As many of you know, I have a historical love for the early 1900s, particularly the 1910s. Most of my novels are set ‘around’ World War I, where the war impacts decisions but the readers don’t journey into the trenches and No Man’s Land of The War to End All Wars, but in J’nell Cielielski’s beautiful novel, Among the Poppies you do!! You can read my review HERE.
She takes the readers on an amazing, heart wrenching, realistic look at the tragedies, horrors, triumphs, and dangers of fighting at the Front of a war where the weather could kill as much as the newest chemical warfare.
Now, World War I spans too many miles to feature everything, but we’re going to look at a few touchpoints from the Western Front featured in J’nell’s novel.
London is a key feature in both world wars, so I won’t spend a lot of time featuring London. Maybe a photo from the era, at least, but there are some lesser known places for you to get to know.
But let’s look at one of the largest battles of World War I that began almost exactly 102 years ago. German and Allied forces were at a deadlock, with the barren wasteland of No Man’s Land (the open ground between the two armies) filled with barbed wire, mud, debris, and casualties.
The Somme Offensive took place near the River Somme in the more northern part of France near German-occupied Belgium. The defensive position usually had the advantage and that was definitely true in this case. Germany had been in the area a while which had allowed them time to become well entrenched and fortified. Not only is Germany equipped for the bombardment, but the British come in with newly trained soldiers, a large portion who hadn’t been in combat before.
Known as one of the worst days in British military history, the first day of the Somme Joint-Offensive saw about 50,000 casualties for the British, as opposed to the roughly 7,000 for the French and 12,000 for the Germans. The battle lasted 4 months and with the damage of the constant bombardment in the river area, paired with rain, caused a murky deathbed for some. By the end of the offensive, over 430,000 British soldiers were dead.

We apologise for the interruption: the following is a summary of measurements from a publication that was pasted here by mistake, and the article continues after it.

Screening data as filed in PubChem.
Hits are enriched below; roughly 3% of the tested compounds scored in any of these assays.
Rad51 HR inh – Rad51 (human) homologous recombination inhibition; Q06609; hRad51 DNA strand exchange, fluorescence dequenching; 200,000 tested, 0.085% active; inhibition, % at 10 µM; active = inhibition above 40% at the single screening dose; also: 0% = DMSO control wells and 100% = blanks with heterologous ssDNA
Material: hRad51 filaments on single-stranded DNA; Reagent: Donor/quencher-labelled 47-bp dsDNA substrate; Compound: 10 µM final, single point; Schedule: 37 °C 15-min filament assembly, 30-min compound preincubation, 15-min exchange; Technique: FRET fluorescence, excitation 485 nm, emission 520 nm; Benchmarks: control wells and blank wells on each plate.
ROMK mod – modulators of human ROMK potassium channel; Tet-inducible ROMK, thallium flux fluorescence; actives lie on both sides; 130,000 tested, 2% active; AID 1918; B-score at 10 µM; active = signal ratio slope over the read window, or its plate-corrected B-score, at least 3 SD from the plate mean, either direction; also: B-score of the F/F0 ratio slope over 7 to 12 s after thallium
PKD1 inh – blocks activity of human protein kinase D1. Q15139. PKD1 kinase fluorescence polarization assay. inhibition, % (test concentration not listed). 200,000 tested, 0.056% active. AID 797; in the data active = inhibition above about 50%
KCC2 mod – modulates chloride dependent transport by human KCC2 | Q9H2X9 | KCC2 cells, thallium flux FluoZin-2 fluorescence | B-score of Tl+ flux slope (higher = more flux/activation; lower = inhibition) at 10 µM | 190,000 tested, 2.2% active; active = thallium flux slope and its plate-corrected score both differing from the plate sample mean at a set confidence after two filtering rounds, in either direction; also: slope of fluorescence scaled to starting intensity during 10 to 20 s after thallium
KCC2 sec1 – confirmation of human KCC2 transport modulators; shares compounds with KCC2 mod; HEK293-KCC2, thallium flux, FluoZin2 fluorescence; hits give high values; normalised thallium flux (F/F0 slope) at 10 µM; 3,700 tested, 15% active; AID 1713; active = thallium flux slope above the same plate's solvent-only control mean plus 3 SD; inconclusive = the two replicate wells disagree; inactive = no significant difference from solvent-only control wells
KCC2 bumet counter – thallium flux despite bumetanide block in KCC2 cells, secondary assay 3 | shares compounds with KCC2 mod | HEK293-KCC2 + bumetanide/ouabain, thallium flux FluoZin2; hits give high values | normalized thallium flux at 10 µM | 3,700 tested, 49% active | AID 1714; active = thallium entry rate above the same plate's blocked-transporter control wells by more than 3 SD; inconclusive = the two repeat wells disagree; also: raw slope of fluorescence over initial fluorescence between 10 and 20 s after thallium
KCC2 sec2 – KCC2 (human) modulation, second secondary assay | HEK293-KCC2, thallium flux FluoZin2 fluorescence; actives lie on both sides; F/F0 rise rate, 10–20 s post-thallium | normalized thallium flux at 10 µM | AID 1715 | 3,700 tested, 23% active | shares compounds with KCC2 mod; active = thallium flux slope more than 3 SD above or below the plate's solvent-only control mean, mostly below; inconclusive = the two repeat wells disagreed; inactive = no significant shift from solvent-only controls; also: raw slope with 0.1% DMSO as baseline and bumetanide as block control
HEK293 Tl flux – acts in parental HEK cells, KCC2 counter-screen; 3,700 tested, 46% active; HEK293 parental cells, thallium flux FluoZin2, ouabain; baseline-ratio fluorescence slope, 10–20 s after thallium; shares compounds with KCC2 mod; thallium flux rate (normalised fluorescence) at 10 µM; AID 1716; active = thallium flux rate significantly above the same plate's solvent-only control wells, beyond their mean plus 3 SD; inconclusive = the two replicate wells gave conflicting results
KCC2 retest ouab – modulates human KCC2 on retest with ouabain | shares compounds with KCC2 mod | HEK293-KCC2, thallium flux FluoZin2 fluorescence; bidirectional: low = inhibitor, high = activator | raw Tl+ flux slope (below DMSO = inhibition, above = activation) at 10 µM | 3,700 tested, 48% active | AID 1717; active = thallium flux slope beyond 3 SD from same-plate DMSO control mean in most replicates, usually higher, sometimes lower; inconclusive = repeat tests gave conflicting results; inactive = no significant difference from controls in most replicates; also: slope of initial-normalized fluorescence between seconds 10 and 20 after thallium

That’s staggering – and Cielieski’s book gives the reader a sense of a war so broken, you sense the desperation and frustrations…the exhaustion and despair. Yet, Among the Poppies also surges with hope – because of the heroes she’s placed within this story. Heroes bring hope into the worst situations – it’s one of their winning features.
Let’s end our journey with a more hopeful visit to Amiens. A little less than one hundred years ago, (two years after the Somme), the Allied forces engaged in a surprise attack which is seen as the beginning of the end of World War 1. In March, 1918, Germany overtook the beautiful town of Amiens (which wasn’t as beautiful once they finished with it), but by August, things changed. As Among the Poppies moves through history, we get the chance to see tragedy turn to hope, as the war waxes and wanes with the same theme. The Allies cut the German communication lines and engaged in surprise-night-fighting, that on the first day thousands of German soldiers surrendered. Australian, Canadian, and British troops worked together for this highly successful offensive which brought the town of Amiens back into Allied territory. Amiens is a strong city, like the characters in this story – it rebuilt after WW1 and then had to rebuild after WW2 too. Today, it’s a beautiful city with a history of perseverance, and the Amiens cathedral at the heart of the city, withstood both world wars…which I think mirrors the perseverance of these two main characters in Cielieski’s novel.
Have you read this book? What were some of your favorite parts? What would you like to learn more about as regards to World War I? You know…. because I love that time period AND writing stories.😊